During their four years at Gutenberg, students participate in three art seminars and one art practicum. In the art seminars, students explore various art media as well as the ideas and concepts of art—the purpose of the seminars being both to give students a greater appreciation for the arts and to expose them to art’s power to convey the vital messages of our human and spiritual natures. The art practicum gives students practical experience making art; the focus of the practicum is not on individual skill, however, but rather on the challenge of transforming an idea into a form.
Freshman Seminar: Defining Art (ART 101)
This freshman seminar centers on discussing readings on art by a variety of artists and art scholars. Students will also interact with works of art in various media. The goal of this seminar is for students to derive a definition of art by which the nature of all art practices can be understood.
Freshman Practicum: Making Art (ART 102)
This practicum introduces students to some of the elements of art making. While the particular medium may change from quarter to quarter, the goal is the same: to help students understand some of the fundamental issues involved in understanding and making art. The practicum culminates in the Annual Student Art Show and Performance, where the art produced during the term, together with visual and performance art by other students in the Gutenberg community, is presented.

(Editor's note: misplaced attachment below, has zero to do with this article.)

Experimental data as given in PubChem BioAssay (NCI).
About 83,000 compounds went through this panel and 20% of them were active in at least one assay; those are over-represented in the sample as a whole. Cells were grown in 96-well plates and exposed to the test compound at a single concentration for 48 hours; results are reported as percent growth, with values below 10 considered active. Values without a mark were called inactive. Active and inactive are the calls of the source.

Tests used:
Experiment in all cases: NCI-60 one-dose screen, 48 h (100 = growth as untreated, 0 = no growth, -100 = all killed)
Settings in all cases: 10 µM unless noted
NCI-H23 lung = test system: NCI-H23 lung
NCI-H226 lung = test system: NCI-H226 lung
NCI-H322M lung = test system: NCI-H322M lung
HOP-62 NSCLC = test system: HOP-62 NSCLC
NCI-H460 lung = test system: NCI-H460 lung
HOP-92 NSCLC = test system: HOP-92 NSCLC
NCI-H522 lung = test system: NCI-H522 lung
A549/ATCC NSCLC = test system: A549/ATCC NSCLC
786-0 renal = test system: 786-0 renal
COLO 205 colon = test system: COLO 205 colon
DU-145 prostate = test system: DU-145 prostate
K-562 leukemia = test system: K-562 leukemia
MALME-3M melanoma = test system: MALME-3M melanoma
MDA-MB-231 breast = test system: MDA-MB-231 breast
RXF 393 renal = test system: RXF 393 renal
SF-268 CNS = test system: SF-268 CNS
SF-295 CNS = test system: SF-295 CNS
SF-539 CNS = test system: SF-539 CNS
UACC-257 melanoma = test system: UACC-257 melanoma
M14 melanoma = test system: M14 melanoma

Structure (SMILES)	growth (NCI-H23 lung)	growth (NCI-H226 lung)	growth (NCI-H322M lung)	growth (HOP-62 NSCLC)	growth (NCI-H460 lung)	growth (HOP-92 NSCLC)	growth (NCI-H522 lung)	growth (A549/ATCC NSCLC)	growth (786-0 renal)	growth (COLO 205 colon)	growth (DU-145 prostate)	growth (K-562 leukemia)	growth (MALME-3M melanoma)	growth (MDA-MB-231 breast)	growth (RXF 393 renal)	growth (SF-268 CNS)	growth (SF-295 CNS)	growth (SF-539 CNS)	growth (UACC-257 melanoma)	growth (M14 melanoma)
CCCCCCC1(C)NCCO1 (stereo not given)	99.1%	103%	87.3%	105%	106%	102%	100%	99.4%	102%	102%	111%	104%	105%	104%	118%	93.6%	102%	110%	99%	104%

Junior Seminar: Music (ART 301)
Music has always been an expression both of universal human feelings and specific cultural trends. This seminar provides a general introduction to music theory, history, appreciation, and practice. Students will listen to a variety of music as well as explore the nature of music and the ways it has changed over time. The goal is to give students a broad overview that will prepare them to listen to music more knowledgeably and to understand better the role of music in Western cultural history.
Senior Seminar: Moving Images & Cinema (ART 401)
Our society appears to be moving from a “word-based” to an “image-based” culture, due in significant measure to the rise of the motion picture in the twentieth century. This seminar provides a general introduction to film theory, history, appreciation, and practice. The goal is to help students understand the nature of film as an art form and a cultural force.